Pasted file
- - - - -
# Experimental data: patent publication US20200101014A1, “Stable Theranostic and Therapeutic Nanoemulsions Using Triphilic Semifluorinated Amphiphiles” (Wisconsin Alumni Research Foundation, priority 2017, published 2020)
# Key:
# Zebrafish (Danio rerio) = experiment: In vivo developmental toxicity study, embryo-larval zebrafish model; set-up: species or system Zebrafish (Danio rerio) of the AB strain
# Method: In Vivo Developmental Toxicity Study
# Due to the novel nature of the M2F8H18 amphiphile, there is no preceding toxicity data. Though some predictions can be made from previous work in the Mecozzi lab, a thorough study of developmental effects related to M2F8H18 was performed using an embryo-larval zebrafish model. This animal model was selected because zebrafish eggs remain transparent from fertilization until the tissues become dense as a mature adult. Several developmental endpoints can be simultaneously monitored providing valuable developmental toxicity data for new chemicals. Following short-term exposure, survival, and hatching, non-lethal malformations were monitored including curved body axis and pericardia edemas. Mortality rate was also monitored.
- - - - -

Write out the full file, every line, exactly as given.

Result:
# Experimental data: patent publication US20200101014A1, “Stable Theranostic and Therapeutic Nanoemulsions Using Triphilic Semifluorinated Amphiphiles” (Wisconsin Alumni Research Foundation, priority 2017, published 2020)
# Key:
# Zebrafish (Danio rerio) = experiment: In vivo developmental toxicity study, embryo-larval zebrafish model; set-up: species or system Zebrafish (Danio rerio) of the AB strain
# Method: In Vivo Developmental Toxicity Study
# Due to the novel nature of the M2F8H18 amphiphile, there is no preceding toxicity data. Though some predictions can be made from previous work in the Mecozzi lab, a thorough study of developmental effects related to M2F8H18 was performed using an embryo-larval zebrafish model. This animal model was selected because zebrafish eggs remain transparent from fertilization until the tissues become dense as a mature adult. Several developmental endpoints can be simultaneously monitored providing valuable developmental toxicity data for new chemicals. Following short-term exposure, survival, and hatching, non-lethal malformations were monitored including curved body axis and pericardia edemas. Mortality rate was also monitored.